Individual Skills and Half Court
Individual Skills and Full Court
Half Court and Full Court
Unified Basketball and any other basketball event
Receive 1st - 3rd at the Area tournament
Attend the Regional tournament
Attend the Area tournament
When a coach notifies the Special Olympics state office that an athlete will be gone from Area but is still planning on attending State.
When the referee blows the whistle
When the athlete on offense has the ball
At any point during the game
Once the offensive player has passed the ball in or on any live ball change of possession
The roster of athletes and coaches
Assessment scores for each athlete
Team information page
All of the above
Depends on how many athletes are on the team
The athlete is irritated by bright lights or certain colors.
The athlete avoids being touched.
The athlete has had a history of negative experiences such as being ignored or left out of activities.
The athlete is suffering side effects from medication.
By examining pictures or watching videos of a sport
By seeing, feeling, and doing
By taking more time to process and retain information
By applying the skill in a variety of environments
Hyperactivity and photosensitivity
Grand mal seizures
They are too sedentary and unaccustomed to physical activity.
Typically, they are all antisocial and cannot learn to interact on teams.
Their families cannot afford the equipment for them to participate.
Training is too complex.
The athlete hears you explain the skill by using one- or two-part instructions, and then it’s clear what is expected of them.
The athlete sees what they're being asked to do and is able to follow the instructions.
The athlete receives one-on-one attention from the coach.
Since combining the four components is nearly impossible, it is the best way to teach an athlete a new skill.
Test the athlete on their ability to perform it.
Continue to add new skills until the athlete appears overwhelmed.
Repeat and reinforce the new skill immediately after it is performed or if they demonstrate the correct behavior.
Have the athlete repeat the steps to test for memorization.
After a competition, evaluate whether the skill was achieved.
Have the athlete apply the skill in a game-like situation.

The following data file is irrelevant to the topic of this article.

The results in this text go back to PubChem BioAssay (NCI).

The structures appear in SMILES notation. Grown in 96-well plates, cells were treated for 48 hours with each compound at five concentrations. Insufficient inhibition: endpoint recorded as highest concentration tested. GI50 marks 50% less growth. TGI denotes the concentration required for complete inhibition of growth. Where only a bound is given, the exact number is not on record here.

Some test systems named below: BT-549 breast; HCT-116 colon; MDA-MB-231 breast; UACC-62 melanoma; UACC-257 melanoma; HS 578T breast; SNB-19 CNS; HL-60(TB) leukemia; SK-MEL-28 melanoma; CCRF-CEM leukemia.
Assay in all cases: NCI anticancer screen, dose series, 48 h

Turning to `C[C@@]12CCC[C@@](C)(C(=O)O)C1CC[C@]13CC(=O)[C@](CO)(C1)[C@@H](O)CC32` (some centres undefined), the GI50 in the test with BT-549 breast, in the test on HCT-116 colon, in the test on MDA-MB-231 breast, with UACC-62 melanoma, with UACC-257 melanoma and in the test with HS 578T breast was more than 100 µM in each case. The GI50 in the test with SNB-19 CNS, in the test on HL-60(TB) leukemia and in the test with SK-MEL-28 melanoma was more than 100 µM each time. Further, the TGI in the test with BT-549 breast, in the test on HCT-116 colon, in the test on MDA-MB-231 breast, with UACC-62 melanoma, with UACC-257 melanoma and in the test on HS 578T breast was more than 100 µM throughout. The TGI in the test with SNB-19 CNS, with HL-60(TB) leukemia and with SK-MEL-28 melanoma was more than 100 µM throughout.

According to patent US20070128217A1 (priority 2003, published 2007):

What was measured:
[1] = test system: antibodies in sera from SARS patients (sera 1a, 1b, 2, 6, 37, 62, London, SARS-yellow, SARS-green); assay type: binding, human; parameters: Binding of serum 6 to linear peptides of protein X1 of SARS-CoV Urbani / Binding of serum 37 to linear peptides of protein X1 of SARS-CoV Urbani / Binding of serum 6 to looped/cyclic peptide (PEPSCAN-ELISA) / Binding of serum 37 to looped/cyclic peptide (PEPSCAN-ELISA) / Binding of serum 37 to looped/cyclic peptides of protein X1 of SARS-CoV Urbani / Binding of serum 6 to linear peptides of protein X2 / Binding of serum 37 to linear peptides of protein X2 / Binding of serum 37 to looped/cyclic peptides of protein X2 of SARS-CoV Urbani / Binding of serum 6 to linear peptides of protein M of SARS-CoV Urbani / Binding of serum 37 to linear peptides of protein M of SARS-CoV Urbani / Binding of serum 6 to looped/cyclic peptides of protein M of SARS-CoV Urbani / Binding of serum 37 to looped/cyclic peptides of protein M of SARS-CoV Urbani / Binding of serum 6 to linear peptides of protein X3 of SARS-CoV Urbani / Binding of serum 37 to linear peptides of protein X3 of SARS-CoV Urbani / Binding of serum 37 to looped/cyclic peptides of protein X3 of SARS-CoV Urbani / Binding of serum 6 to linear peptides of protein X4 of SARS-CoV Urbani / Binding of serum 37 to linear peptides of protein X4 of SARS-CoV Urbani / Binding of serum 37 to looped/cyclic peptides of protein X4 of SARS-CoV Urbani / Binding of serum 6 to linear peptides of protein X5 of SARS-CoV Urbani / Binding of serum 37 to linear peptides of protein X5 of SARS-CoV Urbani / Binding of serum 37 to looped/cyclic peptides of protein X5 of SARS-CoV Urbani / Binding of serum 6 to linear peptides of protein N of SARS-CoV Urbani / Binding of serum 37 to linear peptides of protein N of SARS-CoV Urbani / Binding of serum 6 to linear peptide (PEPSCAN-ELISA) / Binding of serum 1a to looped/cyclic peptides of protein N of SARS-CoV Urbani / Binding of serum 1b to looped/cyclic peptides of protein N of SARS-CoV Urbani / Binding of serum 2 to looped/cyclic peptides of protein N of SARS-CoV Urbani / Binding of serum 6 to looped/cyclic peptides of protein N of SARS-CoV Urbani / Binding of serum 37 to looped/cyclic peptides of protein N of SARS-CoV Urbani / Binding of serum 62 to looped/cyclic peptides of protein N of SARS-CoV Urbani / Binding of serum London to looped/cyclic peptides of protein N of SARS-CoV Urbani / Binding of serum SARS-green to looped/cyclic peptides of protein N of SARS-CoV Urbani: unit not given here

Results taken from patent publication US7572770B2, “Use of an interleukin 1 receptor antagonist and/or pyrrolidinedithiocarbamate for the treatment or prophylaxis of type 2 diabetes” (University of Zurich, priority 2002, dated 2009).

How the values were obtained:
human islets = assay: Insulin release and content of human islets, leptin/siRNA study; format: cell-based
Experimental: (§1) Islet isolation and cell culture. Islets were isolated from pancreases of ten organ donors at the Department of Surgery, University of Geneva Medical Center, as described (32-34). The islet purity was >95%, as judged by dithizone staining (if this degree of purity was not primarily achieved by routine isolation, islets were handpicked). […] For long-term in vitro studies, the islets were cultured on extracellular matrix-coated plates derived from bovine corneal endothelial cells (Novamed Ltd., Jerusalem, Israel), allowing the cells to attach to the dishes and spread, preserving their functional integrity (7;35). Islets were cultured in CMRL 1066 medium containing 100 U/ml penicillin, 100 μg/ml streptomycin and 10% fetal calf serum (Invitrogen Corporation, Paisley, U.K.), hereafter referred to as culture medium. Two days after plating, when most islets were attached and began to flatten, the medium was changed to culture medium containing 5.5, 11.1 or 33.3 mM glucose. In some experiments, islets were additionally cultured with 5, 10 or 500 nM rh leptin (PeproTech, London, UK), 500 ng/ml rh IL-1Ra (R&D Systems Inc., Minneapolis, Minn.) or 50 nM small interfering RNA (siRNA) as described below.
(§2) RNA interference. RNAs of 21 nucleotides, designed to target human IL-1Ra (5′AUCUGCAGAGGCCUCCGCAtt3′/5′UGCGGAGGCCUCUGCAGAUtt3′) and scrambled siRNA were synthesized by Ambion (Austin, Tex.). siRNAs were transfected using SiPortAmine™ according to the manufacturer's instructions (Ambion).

Give the athlete more playing time during a game.
Separate the skill into tasks.
Use the same words or phrases to elicit a desired action.
Use “don’t” commands so the athletes do not hurt themselves.
Use at least 4-part directions to include the entire action, not one- or two-part instructions.
Use directional references often so athletes can acclimate themselves to the terrain.
Use words that are clear and criteria-laden.
Use words that are concrete and conforming.
Use words that are consistent and command-oriented.
Use words that are concise and compassionate.
Have the athlete demonstrate an activity for their peers.
Have the athlete perform the same task until they learn the skill.
Move the other athletes away from them until they're back on task.
Change the athlete to an observer until they're ready to focus.
Competition will be inconsistent regardless of where the athlete is competing.
Athletes need to be exposed to a variety of rules so they can compete in different settings.
Athletes need to know that National Governing Body rules take precedence over Special Olympics rules.
Athletes will be better prepared if they know and are comfortable with the rules.
Find a practice site that is big enough for what they need.
Watch each athlete and point out the faults of their performance so they can improve before the competition.
Assign coaches, but don’t let them work with the athletes until the day of competition because that would diminish your role as head coach.
Have a crisis plan in place to cover all contingencies.
It’s when the athletes perform on a stage, such as in gymnastics.
It’s the location where the athletes gather with fellow competitors prior to competing.
It’s an area where parents can sit with their children to watch the competition.
It’s the area where coaches instruct athletes on what to do if they encounter a potentially vulnerable situation.
“Winning isn’t everything. It’s the only thing.”
"It's not that you won or lost but how you played the game.”
“Let me win, but if I cannot win, let me be brave in the attempt.”
“You can't just beat a team, you have to leave a lasting impression in their minds so they never want to see you again.”
When an opponent makes a basket or scores a goal, have the team say, “Nice shot!”
Recognize mistakes and immediately penalize the athlete for them.
Question the ruling of any official who makes a controversial call.
Yell instructions to your athletes as they are playing; this will provide constant instruction.
Here's an interesting quiz for you.